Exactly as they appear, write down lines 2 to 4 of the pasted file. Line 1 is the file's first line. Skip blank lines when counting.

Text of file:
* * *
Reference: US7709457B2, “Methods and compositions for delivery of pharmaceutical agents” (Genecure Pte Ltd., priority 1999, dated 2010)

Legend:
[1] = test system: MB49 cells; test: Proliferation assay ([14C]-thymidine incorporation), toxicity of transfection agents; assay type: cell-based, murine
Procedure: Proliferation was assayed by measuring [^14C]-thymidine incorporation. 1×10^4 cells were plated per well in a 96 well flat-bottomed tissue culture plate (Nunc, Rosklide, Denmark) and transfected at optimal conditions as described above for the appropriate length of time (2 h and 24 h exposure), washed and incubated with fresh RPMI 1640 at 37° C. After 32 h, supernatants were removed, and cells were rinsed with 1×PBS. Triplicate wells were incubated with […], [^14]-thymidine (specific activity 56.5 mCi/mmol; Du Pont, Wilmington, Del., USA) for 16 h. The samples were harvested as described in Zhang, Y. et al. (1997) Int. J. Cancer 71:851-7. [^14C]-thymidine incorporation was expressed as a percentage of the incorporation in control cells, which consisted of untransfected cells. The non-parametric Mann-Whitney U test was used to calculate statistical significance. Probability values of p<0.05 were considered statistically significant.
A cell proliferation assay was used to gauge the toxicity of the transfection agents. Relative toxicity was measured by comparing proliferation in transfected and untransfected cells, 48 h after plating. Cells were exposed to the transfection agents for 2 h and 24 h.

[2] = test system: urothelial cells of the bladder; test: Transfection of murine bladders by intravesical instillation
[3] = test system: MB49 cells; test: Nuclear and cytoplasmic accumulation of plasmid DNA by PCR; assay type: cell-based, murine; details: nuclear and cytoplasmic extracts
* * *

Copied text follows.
Legend:
[1] = test system: MB49 cells; test: Proliferation assay ([14C]-thymidine incorporation), toxicity of transfection agents; assay type: cell-based, murine
Procedure: Proliferation was assayed by measuring [^14C]-thymidine incorporation. 1×10^4 cells were plated per well in a 96 well flat-bottomed tissue culture plate (Nunc, Rosklide, Denmark) and transfected at optimal conditions as described above for the appropriate length of time (2 h and 24 h exposure), washed and incubated with fresh RPMI 1640 at 37° C. After 32 h, supernatants were removed, and cells were rinsed with 1×PBS. Triplicate wells were incubated with […], [^14]-thymidine (specific activity 56.5 mCi/mmol; Du Pont, Wilmington, Del., USA) for 16 h. The samples were harvested as described in Zhang, Y. et al. (1997) Int. J. Cancer 71:851-7. [^14C]-thymidine incorporation was expressed as a percentage of the incorporation in control cells, which consisted of untransfected cells. The non-parametric Mann-Whitney U test was used to calculate statistical significance. Probability values of p<0.05 were considered statistically significant.